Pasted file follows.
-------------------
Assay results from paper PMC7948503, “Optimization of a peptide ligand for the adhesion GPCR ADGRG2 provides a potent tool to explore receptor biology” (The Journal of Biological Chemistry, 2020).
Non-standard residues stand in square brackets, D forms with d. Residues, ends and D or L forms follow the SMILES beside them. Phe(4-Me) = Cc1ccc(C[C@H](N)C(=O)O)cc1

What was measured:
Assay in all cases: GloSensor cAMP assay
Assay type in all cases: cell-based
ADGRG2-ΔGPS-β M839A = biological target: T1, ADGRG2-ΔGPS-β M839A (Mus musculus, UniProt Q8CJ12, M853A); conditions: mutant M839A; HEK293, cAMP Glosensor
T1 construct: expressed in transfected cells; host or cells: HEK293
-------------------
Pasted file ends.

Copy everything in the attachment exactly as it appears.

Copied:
Assay results from paper PMC7948503, “Optimization of a peptide ligand for the adhesion GPCR ADGRG2 provides a potent tool to explore receptor biology” (The Journal of Biological Chemistry, 2020).
Non-standard residues stand in square brackets, D forms with d. Residues, ends and D or L forms follow the SMILES beside them. Phe(4-Me) = Cc1ccc(C[C@H](N)C(=O)O)cc1

What was measured:
Assay in all cases: GloSensor cAMP assay
Assay type in all cases: cell-based
ADGRG2-ΔGPS-β M839A = biological target: T1, ADGRG2-ΔGPS-β M839A (Mus musculus, UniProt Q8CJ12, M853A); conditions: mutant M839A; HEK293, cAMP Glosensor
T1 construct: expressed in transfected cells; host or cells: HEK293